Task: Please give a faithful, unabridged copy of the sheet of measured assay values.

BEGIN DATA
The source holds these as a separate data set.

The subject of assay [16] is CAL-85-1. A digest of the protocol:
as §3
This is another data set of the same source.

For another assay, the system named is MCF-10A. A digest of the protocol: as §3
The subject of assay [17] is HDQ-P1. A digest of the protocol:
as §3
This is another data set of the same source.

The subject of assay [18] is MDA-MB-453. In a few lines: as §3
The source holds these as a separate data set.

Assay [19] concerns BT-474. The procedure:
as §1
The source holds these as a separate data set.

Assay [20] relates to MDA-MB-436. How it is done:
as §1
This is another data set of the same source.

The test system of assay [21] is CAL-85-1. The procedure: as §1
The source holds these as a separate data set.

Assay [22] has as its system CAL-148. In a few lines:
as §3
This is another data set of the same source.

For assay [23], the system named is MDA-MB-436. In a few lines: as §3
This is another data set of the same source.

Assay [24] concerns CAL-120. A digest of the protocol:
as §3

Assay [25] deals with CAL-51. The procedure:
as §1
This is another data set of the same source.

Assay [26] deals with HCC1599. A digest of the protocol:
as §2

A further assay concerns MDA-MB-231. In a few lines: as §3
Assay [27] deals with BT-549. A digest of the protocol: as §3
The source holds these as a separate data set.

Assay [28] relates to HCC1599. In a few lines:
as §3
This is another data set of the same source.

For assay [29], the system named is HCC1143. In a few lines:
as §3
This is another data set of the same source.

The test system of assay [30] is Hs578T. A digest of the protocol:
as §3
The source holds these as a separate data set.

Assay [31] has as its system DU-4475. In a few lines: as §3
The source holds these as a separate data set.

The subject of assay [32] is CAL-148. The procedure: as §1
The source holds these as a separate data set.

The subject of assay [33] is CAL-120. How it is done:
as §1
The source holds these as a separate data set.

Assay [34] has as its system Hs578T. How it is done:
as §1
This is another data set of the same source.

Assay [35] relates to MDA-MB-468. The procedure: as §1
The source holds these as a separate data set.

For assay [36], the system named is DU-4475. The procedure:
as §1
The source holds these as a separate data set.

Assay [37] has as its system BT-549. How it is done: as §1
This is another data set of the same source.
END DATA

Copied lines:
The source holds these as a separate data set.

The subject of assay [16] is CAL-85-1. A digest of the protocol:
as §3
This is another data set of the same source.

For another assay, the system named is MCF-10A. A digest of the protocol: as §3
The subject of assay [17] is HDQ-P1. A digest of the protocol:
as §3
This is another data set of the same source.

The subject of assay [18] is MDA-MB-453. In a few lines: as §3
The source holds these as a separate data set.

Assay [19] concerns BT-474. The procedure:
as §1
The source holds these as a separate data set.

Assay [20] relates to MDA-MB-436. How it is done:
as §1
This is another data set of the same source.

The test system of assay [21] is CAL-85-1. The procedure: as §1
The source holds these as a separate data set.

Assay [22] has as its system CAL-148. In a few lines:
as §3
This is another data set of the same source.

For assay [23], the system named is MDA-MB-436. In a few lines: as §3
This is another data set of the same source.

Assay [24] concerns CAL-120. A digest of the protocol:
as §3

Assay [25] deals with CAL-51. The procedure:
as §1
This is another data set of the same source.

Assay [26] deals with HCC1599. A digest of the protocol:
as §2

A further assay concerns MDA-MB-231. In a few lines: as §3
Assay [27] deals with BT-549. A digest of the protocol: as §3
The source holds these as a separate data set.

Assay [28] relates to HCC1599. In a few lines:
as §3
This is another data set of the same source.

For assay [29], the system named is HCC1143. In a few lines:
as §3
This is another data set of the same source.

The test system of assay [30] is Hs578T. A digest of the protocol:
as §3
The source holds these as a separate data set.

Assay [31] has as its system DU-4475. In a few lines: as §3
The source holds these as a separate data set.

The subject of assay [32] is CAL-148. The procedure: as §1
The source holds these as a separate data set.

The subject of assay [33] is CAL-120. How it is done:
as §1
The source holds these as a separate data set.

Assay [34] has as its system Hs578T. How it is done:
as §1
This is another data set of the same source.

Assay [35] relates to MDA-MB-468. The procedure: as §1
The source holds these as a separate data set.

For assay [36], the system named is DU-4475. The procedure:
as §1
The source holds these as a separate data set.

Assay [37] has as its system BT-549. How it is done: as §1
This is another data set of the same source.